January 3, 2002


Three of us - the Housemate, Mark (son, age 20) and I - were at a funeral today.

Yet another funeral.

This one was a long-time friend of the Housemate's - part of his golf and bowling groups and a member of the same local charity fundraising associations.
He was a well-known fixture in the Montreal Jewish community.

A good deal older than we are, he died "of natural causes" but only four weeks after being robbed and beaten at his place of business.
It happens here too.

Mark attended because he had joined the group for golf all summer.
Twenty year olds should be out drag racing and going to strip clubs and getting high, not playing golf with senior citizens. Oh well...

It was a nice, dignified Jewish funeral.
Except (to my mind) for part of the eulogy.

The deceased was a good man, who was close to friends and family and had a stellar business reputation; but he, like everyone, wasn't perfect.
There were enough good things to say about him to fill many eulogies - so why were things said that were blatantly obviously untrue, even to a casual observer like myself?

I won't get into specifics; suffice it to say that it's nothing scandalous. It would be comparable in importance to making it a point to say, about me, that "She was a spotless housekeeper." It's just. not. true.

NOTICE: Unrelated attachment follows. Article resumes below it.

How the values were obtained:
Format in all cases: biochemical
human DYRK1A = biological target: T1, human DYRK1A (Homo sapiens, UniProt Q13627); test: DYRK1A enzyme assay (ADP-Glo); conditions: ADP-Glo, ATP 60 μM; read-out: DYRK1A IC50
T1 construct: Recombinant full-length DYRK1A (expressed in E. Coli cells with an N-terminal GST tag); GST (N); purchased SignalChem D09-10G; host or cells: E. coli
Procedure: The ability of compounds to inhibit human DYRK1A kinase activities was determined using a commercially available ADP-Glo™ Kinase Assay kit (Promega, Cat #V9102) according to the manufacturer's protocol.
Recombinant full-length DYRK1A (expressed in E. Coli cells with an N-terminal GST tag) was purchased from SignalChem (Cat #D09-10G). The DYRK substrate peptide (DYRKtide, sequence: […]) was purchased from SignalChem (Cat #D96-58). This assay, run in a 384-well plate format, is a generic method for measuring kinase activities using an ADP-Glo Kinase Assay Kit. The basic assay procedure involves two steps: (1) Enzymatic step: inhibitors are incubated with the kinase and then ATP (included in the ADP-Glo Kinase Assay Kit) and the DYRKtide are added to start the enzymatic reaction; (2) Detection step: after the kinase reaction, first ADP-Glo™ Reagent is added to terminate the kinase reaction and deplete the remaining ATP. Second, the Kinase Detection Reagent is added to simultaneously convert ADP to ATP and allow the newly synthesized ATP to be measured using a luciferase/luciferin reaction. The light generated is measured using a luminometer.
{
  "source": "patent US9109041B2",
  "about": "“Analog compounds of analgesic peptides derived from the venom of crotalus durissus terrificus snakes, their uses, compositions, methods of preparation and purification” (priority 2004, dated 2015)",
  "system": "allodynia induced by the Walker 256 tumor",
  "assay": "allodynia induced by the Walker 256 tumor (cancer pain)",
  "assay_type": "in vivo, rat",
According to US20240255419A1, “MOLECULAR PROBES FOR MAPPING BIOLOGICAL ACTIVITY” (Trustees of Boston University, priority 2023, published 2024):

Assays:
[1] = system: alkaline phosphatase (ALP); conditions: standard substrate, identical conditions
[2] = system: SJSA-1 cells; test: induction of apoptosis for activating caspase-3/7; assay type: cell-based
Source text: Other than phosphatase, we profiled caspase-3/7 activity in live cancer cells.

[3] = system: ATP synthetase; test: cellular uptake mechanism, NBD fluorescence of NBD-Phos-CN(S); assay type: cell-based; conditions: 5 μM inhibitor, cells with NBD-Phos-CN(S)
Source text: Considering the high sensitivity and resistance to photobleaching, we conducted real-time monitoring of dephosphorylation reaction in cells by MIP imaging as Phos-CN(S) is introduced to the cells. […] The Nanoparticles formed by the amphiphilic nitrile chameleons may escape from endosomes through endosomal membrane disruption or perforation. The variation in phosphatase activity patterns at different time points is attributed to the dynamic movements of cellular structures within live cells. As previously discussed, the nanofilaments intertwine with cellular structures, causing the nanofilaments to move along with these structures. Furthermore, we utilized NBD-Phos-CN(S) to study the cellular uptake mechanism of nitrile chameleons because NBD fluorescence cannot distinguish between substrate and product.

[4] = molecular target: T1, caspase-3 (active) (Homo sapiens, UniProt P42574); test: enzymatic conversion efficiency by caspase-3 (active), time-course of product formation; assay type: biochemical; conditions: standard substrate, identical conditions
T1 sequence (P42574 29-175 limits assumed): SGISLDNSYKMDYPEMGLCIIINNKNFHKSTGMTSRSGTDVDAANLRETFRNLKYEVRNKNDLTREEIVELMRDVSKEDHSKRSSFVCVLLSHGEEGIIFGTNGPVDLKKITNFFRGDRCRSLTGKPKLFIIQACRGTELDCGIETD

And that's fine. It's not the end of the world. It's a human flaw.

The same thing happened at a funeral I attended several months ago.
I sat there wondering why were they saying these things when anyone close enough to the family to be there would know they weren't true.

I don't blame the rabbis for this - they say what the family tells them to say.
But why would a family make it a point to appear hypocritical? Are they trying to rewrite history? Is it wishful thinking?
It's embarrassing.

If the person in question was (for instance) a cheapskate: don't say he lavished generosity on all who came near him.
If he never left Eastern Canada, don't say he was a world traveller.
(both hypothetical examples I made up to illustrate the point.)
Just say nothing about those issues.
Say what really was good about the person. There is always something.

When I got home I gathered both my kids together and told them, in no uncertain terms, that when I die I don't want things said that would make people roll their eyes.

They rolled their eyes.

But I think they'll remember.

Linque Du Jour:   Acme's Journal, Dec. 24, 2001
Online journaller and apparent perl geek happened to be on AA flight 63 last month.
First hand account of what went on with the now-legendary shoe-bomber.

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